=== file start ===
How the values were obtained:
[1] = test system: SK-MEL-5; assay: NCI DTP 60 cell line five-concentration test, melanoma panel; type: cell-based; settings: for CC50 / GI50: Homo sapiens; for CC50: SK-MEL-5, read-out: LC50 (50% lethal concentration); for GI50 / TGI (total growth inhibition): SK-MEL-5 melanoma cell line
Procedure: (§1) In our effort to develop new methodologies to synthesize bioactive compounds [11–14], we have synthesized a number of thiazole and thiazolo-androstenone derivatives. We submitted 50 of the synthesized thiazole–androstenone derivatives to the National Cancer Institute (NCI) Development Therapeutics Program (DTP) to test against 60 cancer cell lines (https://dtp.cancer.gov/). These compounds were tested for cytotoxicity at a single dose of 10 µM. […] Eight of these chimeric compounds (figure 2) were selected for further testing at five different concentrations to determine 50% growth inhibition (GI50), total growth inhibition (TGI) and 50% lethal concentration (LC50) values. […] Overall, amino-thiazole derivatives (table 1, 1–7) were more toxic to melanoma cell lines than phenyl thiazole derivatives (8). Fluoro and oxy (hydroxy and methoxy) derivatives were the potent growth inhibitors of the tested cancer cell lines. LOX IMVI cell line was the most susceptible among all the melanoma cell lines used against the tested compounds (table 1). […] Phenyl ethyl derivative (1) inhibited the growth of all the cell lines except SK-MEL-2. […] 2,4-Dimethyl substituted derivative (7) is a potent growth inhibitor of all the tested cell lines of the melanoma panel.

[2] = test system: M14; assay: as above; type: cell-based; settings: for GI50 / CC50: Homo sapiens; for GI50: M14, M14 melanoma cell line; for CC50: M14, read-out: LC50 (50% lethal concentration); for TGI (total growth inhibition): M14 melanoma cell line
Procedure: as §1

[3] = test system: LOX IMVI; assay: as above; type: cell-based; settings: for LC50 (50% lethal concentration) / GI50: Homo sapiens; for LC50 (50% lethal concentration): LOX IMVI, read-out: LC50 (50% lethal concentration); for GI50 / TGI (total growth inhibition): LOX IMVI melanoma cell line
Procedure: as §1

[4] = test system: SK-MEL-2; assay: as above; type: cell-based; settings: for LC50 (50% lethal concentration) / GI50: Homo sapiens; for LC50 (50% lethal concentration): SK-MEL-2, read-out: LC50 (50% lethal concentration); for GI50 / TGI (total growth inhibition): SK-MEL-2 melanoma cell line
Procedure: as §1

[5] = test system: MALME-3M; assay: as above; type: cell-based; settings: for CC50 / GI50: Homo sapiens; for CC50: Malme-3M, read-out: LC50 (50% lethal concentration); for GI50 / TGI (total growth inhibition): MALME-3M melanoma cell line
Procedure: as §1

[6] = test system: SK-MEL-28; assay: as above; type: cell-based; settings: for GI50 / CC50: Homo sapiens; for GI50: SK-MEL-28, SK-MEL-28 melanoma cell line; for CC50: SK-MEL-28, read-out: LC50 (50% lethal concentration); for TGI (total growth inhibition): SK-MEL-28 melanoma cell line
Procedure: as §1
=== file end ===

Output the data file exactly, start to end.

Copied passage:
How the values were obtained:
[1] = test system: SK-MEL-5; assay: NCI DTP 60 cell line five-concentration test, melanoma panel; type: cell-based; settings: for CC50 / GI50: Homo sapiens; for CC50: SK-MEL-5, read-out: LC50 (50% lethal concentration); for GI50 / TGI (total growth inhibition): SK-MEL-5 melanoma cell line
Procedure: (§1) In our effort to develop new methodologies to synthesize bioactive compounds [11–14], we have synthesized a number of thiazole and thiazolo-androstenone derivatives. We submitted 50 of the synthesized thiazole–androstenone derivatives to the National Cancer Institute (NCI) Development Therapeutics Program (DTP) to test against 60 cancer cell lines (https://dtp.cancer.gov/). These compounds were tested for cytotoxicity at a single dose of 10 µM. […] Eight of these chimeric compounds (figure 2) were selected for further testing at five different concentrations to determine 50% growth inhibition (GI50), total growth inhibition (TGI) and 50% lethal concentration (LC50) values. […] Overall, amino-thiazole derivatives (table 1, 1–7) were more toxic to melanoma cell lines than phenyl thiazole derivatives (8). Fluoro and oxy (hydroxy and methoxy) derivatives were the potent growth inhibitors of the tested cancer cell lines. LOX IMVI cell line was the most susceptible among all the melanoma cell lines used against the tested compounds (table 1). […] Phenyl ethyl derivative (1) inhibited the growth of all the cell lines except SK-MEL-2. […] 2,4-Dimethyl substituted derivative (7) is a potent growth inhibitor of all the tested cell lines of the melanoma panel.

[2] = test system: M14; assay: as above; type: cell-based; settings: for GI50 / CC50: Homo sapiens; for GI50: M14, M14 melanoma cell line; for CC50: M14, read-out: LC50 (50% lethal concentration); for TGI (total growth inhibition): M14 melanoma cell line
Procedure: as §1

[3] = test system: LOX IMVI; assay: as above; type: cell-based; settings: for LC50 (50% lethal concentration) / GI50: Homo sapiens; for LC50 (50% lethal concentration): LOX IMVI, read-out: LC50 (50% lethal concentration); for GI50 / TGI (total growth inhibition): LOX IMVI melanoma cell line
Procedure: as §1

[4] = test system: SK-MEL-2; assay: as above; type: cell-based; settings: for LC50 (50% lethal concentration) / GI50: Homo sapiens; for LC50 (50% lethal concentration): SK-MEL-2, read-out: LC50 (50% lethal concentration); for GI50 / TGI (total growth inhibition): SK-MEL-2 melanoma cell line
Procedure: as §1

[5] = test system: MALME-3M; assay: as above; type: cell-based; settings: for CC50 / GI50: Homo sapiens; for CC50: Malme-3M, read-out: LC50 (50% lethal concentration); for GI50 / TGI (total growth inhibition): MALME-3M melanoma cell line
Procedure: as §1

[6] = test system: SK-MEL-28; assay: as above; type: cell-based; settings: for GI50 / CC50: Homo sapiens; for GI50: SK-MEL-28, SK-MEL-28 melanoma cell line; for CC50: SK-MEL-28, read-out: LC50 (50% lethal concentration); for TGI (total growth inhibition): SK-MEL-28 melanoma cell line
Procedure: as §1